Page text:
CSS Selectors

A CSS selector points to the HTML element targeted and affected by the CSS rule.

Elements selectors

Element selectors target html elements. Use element selectors when you want all page elements enclosed in a particular tag to share style. Examples:

    h1 {font: Georgia;}
    li {list-style-type: disc;}

Class selectors

To apply the same CSS rule to multiple HTML elements give them the same class and then use a CSS class selector to target them all at once.

For example,

    <p class="staffname"> 

and then in CSS:

    p.staffname {color: gray;}

If you omit the tag preceding the class name the rule will apply to any page element that has the class staffname. Note that all class names in CSS must start with a period.

The following CSS rule will affect all html elements with the class navigation:

    .navigation {font-family: arial; font-size:small;}

ID selectors

To give a page element a unique style use the id attribute in the HTML code, for example:

    <h1 id=”firstline”>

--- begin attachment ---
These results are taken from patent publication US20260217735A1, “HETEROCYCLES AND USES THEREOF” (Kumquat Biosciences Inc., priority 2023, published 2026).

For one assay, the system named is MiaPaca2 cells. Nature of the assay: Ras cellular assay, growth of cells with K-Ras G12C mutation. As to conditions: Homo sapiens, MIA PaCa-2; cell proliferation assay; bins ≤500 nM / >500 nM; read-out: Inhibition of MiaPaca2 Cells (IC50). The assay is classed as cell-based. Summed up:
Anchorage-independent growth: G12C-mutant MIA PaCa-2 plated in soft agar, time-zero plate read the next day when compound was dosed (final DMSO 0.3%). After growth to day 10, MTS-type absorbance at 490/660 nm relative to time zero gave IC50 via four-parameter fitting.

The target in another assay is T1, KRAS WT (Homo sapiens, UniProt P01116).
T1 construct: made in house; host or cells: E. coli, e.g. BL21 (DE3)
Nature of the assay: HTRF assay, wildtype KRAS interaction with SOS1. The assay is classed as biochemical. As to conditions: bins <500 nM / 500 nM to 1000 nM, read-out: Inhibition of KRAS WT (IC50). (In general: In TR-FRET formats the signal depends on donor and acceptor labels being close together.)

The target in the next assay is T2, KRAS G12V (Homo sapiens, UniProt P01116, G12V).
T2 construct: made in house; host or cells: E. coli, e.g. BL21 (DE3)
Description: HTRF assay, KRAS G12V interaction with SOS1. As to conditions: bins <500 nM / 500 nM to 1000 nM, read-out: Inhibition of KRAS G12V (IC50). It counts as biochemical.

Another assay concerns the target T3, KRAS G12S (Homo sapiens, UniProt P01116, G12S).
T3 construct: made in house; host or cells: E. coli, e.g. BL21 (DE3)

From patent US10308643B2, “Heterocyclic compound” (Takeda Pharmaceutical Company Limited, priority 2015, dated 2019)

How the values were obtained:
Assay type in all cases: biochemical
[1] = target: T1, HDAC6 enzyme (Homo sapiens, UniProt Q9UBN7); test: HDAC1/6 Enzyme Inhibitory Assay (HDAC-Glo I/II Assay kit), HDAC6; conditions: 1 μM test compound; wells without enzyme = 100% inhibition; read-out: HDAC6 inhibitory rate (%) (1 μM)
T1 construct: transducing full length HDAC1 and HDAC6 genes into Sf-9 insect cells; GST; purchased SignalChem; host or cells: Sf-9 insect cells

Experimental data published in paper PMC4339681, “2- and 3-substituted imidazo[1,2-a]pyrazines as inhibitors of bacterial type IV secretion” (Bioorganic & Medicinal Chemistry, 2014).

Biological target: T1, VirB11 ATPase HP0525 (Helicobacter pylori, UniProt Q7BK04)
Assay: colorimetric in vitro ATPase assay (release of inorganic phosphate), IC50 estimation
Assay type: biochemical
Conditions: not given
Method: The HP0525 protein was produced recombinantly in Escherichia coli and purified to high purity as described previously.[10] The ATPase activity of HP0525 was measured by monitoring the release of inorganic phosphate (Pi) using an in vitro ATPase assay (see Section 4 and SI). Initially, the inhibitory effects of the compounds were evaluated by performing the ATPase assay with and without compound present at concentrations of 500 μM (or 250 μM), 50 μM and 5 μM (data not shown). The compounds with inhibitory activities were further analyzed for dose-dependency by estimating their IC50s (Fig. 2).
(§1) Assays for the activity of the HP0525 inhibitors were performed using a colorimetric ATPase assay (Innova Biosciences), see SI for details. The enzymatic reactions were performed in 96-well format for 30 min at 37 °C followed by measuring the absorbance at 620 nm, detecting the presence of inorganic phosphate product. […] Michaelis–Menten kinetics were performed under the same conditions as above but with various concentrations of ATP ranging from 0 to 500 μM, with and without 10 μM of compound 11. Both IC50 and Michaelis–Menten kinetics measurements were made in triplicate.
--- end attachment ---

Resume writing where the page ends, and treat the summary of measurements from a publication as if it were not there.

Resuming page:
Then use an id selector to target an HTML element with a specific id, such as in:

    h1#firstline {border:0;}

If you choose to omit the tag, such as in #firstline {border:0;} the rule will apply to any HTML element with the id firstline and not only to an h1 element. Specifying the tag ensures applying this rule only to a very particular element.

Ids must be unique, i.e. must be given to only one element in a web page.

Descendant Selectors

Descendant selectors identify HTML elements by one of their ancestor elements. An ancestor is a tag that nests another tag. In the example below the p is an ancestor of strong and strong is a decedent of p.

    <p>Have a <strong>great</strong>day!</p>

Descendant selectors are a great way to pinpoint an HTML elements without the need for class or id names, i.e. saving time and keeping HTML code neater. This is how to write them

    p strong {color: red;}

And this CSS rule targets the bold line in the list below:

    ul ol strong {background-color: #F7E9FF; font-weight: normal;}

Pseudo-Class Selectors

These selectors are not ‘real’ class selectors as no class is specified in the HTML code but is defined by user actions (i.e. hovering, clicking, visiting a page).

    a:link {color: blue; text-decoration: none;}

    a:visited {color: gray; text-decoration: none;}

    a:hover {color: red; text-decoration: underline;}

    a:active {color: green; text-decoration: underline;}

Note that you must write these rules in this order or they will not apply properly to hyperlinks.